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Saint John's Program for Real Change

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Nonprofit Overview

Causes: Counseling, Domestic Violence, Family Violence Shelters, Homeless & Housing, Homeless Shelters, Housing Search Assistance, Mental Health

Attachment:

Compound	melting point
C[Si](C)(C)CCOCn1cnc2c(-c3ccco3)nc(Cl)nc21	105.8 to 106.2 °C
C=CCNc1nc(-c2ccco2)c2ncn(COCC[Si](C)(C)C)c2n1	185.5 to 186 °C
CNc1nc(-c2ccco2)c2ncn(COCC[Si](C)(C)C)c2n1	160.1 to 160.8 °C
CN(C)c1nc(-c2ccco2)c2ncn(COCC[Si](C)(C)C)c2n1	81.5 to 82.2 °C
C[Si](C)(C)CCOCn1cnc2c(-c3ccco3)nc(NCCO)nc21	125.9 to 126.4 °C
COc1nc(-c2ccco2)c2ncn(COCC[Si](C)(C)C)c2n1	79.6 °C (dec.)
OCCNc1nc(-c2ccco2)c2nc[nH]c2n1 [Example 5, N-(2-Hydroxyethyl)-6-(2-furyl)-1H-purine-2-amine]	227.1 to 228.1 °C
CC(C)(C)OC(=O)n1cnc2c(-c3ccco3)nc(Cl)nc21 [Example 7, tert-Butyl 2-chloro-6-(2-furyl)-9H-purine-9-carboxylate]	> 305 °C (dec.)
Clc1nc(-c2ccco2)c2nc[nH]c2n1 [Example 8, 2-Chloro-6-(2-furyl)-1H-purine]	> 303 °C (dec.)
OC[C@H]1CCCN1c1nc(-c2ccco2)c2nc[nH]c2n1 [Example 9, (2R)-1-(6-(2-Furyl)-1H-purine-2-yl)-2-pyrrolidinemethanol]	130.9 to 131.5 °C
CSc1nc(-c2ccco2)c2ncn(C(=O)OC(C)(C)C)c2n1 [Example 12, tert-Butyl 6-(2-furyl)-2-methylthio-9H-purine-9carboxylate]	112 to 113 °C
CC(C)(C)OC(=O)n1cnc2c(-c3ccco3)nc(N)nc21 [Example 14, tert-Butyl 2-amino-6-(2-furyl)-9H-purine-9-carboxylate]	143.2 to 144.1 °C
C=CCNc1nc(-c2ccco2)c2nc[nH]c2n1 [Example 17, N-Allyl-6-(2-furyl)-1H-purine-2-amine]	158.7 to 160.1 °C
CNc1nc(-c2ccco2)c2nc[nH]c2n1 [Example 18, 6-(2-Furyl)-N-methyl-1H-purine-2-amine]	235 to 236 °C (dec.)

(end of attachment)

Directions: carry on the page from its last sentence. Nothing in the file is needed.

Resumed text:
Mission: Since 1985, Saint John’s has provided unparalleled services to nearly 30,000 of the most vulnerable, fastest-growing and “invisible” segment of the homeless population–women and children. We believe the key for single mothers, who lack the education, experience and financial means required to provide for their families, is a residential base—in community with other families working towards the same goals of self-sustainability—that allows for intensive structure and deeply-rooted services to support mothers in becoming the primary providers for their children. Our 18-month integrated residential program creates continuity, a true continuum of care, and a support network not available in the very fragmented public system, which and dramatically improves outcomes. It is an effective and proven solution to address the root cause of chronic poverty for this population. Saint John’s Program provides women with life-changing services so they are able the ability to rise above devastating, negative elements and achieve job-readiness and self-sustainability. Entry into the program is limited, and each step is extremely rigorous. But those who see it through end up with healthy, rewarding, and productive lives–for themselves, and for their children. Our Mission is to unleash the potential of mothers in crisis to improve their quality of life and enrich the lives of their families and Vision is to break the cycle of poverty and dependence one family at a time